El Dorado Springs Revitalization Story

 taken from article written by Linda Greer for Cedar County Republican

Four years ago Jack Tough did not think much about why so many downtown El Dorado Springs buildings were boarded up or used for storage.  The sight had become commonplace.  Tough said Kimball Long, El Dorado Springs Sun newspaper publisher, invited him in early January 2005 to her Main Street office and pointed down the street, saying, “We have to do something about this.”  “About what?” Tough asked her.  “Our downtown is deteriorated — that’s what,” Tough said Long told him as they stood on the empty sidewalk.revital_4    “We have this gorgeous park and new civic center,” Long said. “There was no point in letting the city fall down around us.”  That brief encounter was to be the start of a non-profit organization that secured funds and motivated people to change the face of the city’s historic downtown.  Tough, a real estate agent for many years, said Long was the organizer, but needed a salesman to pitch the rejuvenation plan to residents and to the government agencies and other benefactors who could fund projects.  “We had to sell the idea to the community,” Tough said.  Within weeks after Tough and Long wondered together what to do, ten to twelve others had joined them, forming a non-profit 501c3 group. Long serves as the group's president.  Tough was hired as the group’s economic development director last year. 

Tough suggested the group make road trips to towns that successfully revitalized their downtown areas.  Members
 visited Warsaw, Clinton, Ozark, West Plains, Adrian, Excelsior Springs and Lexington in Missouri and Chanute and Parsons, Kansas.  Each city had revitalized its downtown in five to seven years, Tough said.  Group members then went to business owners and downtown property owners to explain their mission.  Before long, the revitalization group had twenty-six building and business owners who pledged to upgrade their buildings and businesses, totaling $500,000 to $600,000 in proposed improvements.  That figure has since increased to over $1 million.  “It was mind-boggling what happened,” Tough said. “It all happened just by telling people it doesn’t have to be this way.”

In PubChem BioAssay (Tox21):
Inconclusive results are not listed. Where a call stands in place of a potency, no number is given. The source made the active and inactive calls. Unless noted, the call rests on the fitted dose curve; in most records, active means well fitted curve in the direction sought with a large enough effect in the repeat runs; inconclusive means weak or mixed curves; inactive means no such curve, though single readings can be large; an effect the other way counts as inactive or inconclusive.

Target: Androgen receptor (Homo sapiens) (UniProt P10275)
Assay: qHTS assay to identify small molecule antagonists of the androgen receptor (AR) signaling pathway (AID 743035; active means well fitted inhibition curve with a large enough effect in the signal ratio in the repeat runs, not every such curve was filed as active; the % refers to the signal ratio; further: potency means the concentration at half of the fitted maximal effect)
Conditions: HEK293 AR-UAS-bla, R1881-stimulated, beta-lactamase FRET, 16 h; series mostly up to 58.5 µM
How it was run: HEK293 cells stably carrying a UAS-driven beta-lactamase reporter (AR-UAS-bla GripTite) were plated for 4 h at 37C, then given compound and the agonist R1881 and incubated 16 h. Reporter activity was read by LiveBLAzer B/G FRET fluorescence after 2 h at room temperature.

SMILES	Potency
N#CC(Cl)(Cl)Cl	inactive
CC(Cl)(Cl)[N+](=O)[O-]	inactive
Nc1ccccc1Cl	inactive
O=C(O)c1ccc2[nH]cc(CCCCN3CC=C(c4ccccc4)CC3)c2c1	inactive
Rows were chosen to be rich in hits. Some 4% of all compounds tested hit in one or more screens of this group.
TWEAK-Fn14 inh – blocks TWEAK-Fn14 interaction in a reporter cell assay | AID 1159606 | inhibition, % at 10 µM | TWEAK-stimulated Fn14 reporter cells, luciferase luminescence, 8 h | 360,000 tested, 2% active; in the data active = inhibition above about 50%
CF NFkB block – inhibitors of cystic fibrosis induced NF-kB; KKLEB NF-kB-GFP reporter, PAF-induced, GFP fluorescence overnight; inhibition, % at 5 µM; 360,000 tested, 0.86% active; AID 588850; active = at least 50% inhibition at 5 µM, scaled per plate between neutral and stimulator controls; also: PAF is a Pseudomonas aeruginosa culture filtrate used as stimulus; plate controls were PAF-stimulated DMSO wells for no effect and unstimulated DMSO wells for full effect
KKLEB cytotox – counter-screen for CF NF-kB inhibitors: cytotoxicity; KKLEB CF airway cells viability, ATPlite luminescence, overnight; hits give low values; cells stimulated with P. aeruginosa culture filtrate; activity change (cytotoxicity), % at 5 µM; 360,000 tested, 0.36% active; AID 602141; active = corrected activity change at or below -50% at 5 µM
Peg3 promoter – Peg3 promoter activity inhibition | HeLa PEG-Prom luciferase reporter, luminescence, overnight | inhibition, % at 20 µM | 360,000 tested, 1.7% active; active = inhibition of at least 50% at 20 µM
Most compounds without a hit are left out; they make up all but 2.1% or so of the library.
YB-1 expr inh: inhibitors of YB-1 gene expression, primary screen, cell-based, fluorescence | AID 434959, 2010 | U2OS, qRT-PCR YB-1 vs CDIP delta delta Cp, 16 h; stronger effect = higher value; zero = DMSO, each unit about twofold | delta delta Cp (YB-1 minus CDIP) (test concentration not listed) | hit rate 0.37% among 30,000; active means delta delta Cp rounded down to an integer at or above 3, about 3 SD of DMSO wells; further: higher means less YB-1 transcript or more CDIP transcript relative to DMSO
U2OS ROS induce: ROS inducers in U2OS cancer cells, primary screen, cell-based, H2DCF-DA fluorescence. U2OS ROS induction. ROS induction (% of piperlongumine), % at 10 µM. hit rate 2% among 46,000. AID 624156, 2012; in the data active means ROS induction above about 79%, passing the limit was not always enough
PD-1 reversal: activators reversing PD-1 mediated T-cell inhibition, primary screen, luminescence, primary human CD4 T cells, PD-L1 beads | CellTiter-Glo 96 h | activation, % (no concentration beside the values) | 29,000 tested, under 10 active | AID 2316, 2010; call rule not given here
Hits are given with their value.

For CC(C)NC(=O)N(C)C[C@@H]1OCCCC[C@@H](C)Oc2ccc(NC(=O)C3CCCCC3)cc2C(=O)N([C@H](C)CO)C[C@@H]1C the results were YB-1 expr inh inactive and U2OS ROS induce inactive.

The city received a $400,000 community development block grant and $250,000 Missouri Department of Transportation enhancement grant, applied for by City Manager, Bruce Rogers, to be matched by business owners and city in-kind labor.  While some owners simply replaced awnings, others erected buildings, Tough said, adding each improvement supplemented the whole scheme.  Some money from the block grant will be used to study storm drainage problems.  The downtown revitalization district, which extenrevital_10ds from Hickory and Thompson streets to the south, Jackson to the west, Martin to the north and Kirkpatrick to the east, suddenly had much activity after sitting dormant for decades.  Nineteen commercial properties sold within the district. The community bought into the idea, Tough said.  “We had tons of activity in our downtown area of three blocks by five blocks,” Tough said.  Since the group formed, several shops opened, the historic Opera House Theater reopened after extensive remodeling, two buildings were built and one was torn down.  New businesses include Tangled Perfection beauty shop, Sea Breeze travel agency, Charming and Unique gift shop, Rash Antiques, Dash Floor Covering, Healy PC, American Family Insurance, J.L. Kustoms auto repair, The Phone Booth and Harleman Manufacturing.  The group secured another large grant besides the block grant, and is in the midst of three hefty projects — the Brick and Granite program, Streetlight and Sidewalk program, and a Downtown Parking Lot project.